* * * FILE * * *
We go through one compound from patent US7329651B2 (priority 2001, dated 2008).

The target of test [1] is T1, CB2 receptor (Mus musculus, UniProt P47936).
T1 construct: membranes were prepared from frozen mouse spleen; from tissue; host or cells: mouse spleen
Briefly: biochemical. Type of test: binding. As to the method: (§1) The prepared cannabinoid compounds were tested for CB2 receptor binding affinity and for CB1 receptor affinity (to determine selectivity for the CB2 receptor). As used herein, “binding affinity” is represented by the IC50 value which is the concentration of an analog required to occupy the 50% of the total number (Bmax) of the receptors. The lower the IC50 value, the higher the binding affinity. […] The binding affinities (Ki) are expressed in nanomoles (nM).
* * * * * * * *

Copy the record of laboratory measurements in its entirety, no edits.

We go through one compound from patent US7329651B2 (priority 2001, dated 2008).

The target of test [1] is T1, CB2 receptor (Mus musculus, UniProt P47936).
T1 construct: membranes were prepared from frozen mouse spleen; from tissue; host or cells: mouse spleen
Briefly: biochemical. Type of test: binding. As to the method: (§1) The prepared cannabinoid compounds were tested for CB2 receptor binding affinity and for CB1 receptor affinity (to determine selectivity for the CB2 receptor). As used herein, “binding affinity” is represented by the IC50 value which is the concentration of an analog required to occupy the 50% of the total number (Bmax) of the receptors. The lower the IC50 value, the higher the binding affinity. […] The binding affinities (Ki) are expressed in nanomoles (nM).